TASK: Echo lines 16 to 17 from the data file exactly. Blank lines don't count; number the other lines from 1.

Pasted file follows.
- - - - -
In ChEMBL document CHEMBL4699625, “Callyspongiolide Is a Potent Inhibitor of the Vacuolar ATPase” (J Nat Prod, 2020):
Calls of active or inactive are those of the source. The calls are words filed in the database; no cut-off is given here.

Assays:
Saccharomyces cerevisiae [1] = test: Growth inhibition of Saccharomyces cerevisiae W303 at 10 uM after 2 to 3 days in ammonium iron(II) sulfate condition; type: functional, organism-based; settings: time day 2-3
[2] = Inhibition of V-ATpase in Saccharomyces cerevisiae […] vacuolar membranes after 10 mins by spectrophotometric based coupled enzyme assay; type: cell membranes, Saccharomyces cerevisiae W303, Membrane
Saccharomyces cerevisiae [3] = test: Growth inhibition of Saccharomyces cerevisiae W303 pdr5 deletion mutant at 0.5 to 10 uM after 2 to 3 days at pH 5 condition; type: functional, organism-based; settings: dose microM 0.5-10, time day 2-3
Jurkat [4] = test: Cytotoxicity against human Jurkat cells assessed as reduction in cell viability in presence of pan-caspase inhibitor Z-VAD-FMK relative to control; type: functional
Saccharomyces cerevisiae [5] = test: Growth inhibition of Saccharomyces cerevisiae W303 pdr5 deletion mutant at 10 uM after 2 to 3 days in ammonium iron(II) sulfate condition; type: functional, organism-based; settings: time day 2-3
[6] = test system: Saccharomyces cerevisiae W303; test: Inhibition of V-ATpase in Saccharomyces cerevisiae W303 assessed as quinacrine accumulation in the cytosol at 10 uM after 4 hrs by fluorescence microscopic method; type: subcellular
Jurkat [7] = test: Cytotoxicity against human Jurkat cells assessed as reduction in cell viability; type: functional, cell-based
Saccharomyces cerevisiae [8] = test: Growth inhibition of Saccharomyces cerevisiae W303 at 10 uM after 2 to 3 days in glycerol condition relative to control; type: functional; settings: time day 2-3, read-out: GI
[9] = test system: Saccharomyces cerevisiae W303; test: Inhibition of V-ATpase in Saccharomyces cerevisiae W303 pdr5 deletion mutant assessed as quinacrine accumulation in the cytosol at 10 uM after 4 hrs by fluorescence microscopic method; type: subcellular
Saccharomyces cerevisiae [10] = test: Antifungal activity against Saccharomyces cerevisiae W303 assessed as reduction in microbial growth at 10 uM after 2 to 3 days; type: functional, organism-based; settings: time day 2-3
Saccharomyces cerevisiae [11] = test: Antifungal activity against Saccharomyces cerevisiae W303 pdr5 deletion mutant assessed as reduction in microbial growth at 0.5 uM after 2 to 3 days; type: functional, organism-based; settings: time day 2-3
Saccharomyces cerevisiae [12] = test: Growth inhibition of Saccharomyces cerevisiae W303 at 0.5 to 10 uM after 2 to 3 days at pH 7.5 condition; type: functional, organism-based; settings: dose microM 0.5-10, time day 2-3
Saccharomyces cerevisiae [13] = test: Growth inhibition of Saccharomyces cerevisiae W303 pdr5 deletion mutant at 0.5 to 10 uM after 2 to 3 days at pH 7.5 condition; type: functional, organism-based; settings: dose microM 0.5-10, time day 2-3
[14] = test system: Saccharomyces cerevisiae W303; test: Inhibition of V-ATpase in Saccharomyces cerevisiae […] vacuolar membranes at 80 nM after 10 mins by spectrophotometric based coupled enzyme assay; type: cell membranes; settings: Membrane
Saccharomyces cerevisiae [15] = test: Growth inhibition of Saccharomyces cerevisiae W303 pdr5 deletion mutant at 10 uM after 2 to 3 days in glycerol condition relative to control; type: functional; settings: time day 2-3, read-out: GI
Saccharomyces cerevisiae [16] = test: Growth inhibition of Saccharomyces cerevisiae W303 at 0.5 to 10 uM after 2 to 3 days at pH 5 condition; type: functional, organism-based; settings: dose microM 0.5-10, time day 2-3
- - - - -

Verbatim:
Saccharomyces cerevisiae [13] = test: Growth inhibition of Saccharomyces cerevisiae W303 pdr5 deletion mutant at 0.5 to 10 uM after 2 to 3 days at pH 7.5 condition; type: functional, organism-based; settings: dose microM 0.5-10, time day 2-3
[14] = test system: Saccharomyces cerevisiae W303; test: Inhibition of V-ATpase in Saccharomyces cerevisiae […] vacuolar membranes at 80 nM after 10 mins by spectrophotometric based coupled enzyme assay; type: cell membranes; settings: Membrane